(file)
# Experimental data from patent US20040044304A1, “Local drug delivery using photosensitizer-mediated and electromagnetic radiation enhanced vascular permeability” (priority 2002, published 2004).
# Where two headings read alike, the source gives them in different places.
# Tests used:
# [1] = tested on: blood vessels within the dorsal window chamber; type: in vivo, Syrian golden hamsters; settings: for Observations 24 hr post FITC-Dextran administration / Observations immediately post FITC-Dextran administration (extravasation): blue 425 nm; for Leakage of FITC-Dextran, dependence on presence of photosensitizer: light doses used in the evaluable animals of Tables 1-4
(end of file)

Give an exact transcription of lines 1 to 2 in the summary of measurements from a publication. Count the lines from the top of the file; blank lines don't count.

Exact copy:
# Experimental data from patent US20040044304A1, “Local drug delivery using photosensitizer-mediated and electromagnetic radiation enhanced vascular permeability” (priority 2002, published 2004).
# Where two headings read alike, the source gives them in different places.